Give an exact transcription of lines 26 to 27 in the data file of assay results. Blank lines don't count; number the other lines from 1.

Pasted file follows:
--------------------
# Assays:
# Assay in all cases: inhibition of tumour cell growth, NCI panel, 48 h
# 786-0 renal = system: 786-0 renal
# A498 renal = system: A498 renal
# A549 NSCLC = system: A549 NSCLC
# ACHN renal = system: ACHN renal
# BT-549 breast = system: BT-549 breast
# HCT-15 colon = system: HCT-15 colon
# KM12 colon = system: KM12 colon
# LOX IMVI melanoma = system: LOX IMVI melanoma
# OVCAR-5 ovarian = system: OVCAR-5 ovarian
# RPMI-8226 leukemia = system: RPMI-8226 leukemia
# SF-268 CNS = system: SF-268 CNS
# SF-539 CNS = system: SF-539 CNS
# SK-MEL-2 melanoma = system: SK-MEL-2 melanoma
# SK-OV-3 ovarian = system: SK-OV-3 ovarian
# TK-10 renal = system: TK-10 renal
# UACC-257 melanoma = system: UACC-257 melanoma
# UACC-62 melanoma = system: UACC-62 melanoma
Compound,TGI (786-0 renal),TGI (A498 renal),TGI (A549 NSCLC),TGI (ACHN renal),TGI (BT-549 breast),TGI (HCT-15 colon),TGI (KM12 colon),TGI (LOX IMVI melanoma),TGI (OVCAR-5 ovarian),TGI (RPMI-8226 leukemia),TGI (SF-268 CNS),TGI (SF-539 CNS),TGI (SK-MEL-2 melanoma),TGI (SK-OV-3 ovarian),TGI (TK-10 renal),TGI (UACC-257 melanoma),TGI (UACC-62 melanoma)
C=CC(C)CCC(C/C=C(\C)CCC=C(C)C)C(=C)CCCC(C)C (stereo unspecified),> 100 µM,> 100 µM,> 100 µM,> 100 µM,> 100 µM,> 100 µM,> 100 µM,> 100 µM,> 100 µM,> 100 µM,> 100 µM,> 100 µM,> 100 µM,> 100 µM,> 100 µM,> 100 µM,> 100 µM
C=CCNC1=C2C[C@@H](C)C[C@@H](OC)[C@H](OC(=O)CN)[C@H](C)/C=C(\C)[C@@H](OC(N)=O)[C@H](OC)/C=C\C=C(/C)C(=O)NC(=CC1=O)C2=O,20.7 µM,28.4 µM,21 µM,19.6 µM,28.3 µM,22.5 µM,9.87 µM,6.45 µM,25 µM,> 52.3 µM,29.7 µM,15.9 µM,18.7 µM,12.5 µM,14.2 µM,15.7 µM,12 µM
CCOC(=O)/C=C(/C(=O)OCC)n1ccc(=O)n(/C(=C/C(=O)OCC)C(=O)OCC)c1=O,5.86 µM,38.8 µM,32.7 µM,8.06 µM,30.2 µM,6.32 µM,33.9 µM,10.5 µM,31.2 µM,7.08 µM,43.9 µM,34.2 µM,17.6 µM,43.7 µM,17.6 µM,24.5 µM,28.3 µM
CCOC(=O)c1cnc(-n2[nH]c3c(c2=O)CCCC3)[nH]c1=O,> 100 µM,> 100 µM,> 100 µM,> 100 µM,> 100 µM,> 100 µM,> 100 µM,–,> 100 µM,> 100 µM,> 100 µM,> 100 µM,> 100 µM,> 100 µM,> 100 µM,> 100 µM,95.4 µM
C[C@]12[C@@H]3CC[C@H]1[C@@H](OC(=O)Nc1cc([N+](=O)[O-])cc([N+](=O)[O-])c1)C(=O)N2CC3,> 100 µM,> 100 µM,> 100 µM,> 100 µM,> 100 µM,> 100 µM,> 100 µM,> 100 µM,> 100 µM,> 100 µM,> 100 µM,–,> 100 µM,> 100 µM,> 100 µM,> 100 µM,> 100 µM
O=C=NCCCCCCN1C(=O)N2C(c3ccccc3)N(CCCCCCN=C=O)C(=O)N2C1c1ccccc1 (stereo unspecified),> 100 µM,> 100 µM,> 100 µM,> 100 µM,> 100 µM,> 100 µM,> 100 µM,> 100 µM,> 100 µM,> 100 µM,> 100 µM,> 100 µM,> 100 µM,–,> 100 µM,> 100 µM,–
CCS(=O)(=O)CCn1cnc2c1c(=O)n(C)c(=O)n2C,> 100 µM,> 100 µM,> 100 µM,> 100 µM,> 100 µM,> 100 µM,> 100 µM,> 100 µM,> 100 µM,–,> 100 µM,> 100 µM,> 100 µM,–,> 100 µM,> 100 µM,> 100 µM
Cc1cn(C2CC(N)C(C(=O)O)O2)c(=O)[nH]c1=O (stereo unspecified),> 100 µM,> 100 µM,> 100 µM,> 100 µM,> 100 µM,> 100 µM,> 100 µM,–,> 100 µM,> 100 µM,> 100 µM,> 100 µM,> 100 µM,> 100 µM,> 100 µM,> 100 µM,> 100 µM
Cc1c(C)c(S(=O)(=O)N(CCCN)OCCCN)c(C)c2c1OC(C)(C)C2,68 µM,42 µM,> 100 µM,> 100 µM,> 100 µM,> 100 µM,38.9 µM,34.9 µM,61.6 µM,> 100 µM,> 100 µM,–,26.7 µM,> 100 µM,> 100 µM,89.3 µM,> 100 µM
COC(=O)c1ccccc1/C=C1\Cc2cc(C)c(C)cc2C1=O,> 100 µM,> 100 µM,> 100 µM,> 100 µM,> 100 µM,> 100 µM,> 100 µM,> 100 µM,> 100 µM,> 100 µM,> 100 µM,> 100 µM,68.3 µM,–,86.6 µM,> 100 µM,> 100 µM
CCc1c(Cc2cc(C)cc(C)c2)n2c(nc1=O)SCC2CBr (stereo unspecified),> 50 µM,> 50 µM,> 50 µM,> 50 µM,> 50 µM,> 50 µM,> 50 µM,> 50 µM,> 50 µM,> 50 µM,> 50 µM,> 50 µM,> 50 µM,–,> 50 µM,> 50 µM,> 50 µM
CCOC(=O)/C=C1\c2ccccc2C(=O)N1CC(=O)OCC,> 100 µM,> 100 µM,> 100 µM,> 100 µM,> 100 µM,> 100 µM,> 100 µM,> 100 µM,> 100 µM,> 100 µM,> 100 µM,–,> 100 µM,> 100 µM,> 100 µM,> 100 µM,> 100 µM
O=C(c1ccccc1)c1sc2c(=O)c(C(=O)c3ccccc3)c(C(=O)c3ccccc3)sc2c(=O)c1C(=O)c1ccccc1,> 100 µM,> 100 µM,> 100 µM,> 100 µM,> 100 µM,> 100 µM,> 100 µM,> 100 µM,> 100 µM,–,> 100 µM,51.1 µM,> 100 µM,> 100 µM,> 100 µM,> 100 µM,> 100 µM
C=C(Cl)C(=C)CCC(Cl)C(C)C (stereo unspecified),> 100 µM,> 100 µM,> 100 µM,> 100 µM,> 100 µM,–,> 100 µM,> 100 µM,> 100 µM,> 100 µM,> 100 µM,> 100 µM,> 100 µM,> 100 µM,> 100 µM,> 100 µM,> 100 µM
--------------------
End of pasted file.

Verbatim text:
O=C=NCCCCCCN1C(=O)N2C(c3ccccc3)N(CCCCCCN=C=O)C(=O)N2C1c1ccccc1 (stereo unspecified),> 100 µM,> 100 µM,> 100 µM,> 100 µM,> 100 µM,> 100 µM,> 100 µM,> 100 µM,> 100 µM,> 100 µM,> 100 µM,> 100 µM,> 100 µM,–,> 100 µM,> 100 µM,–
CCS(=O)(=O)CCn1cnc2c1c(=O)n(C)c(=O)n2C,> 100 µM,> 100 µM,> 100 µM,> 100 µM,> 100 µM,> 100 µM,> 100 µM,> 100 µM,> 100 µM,–,> 100 µM,> 100 µM,> 100 µM,–,> 100 µM,> 100 µM,> 100 µM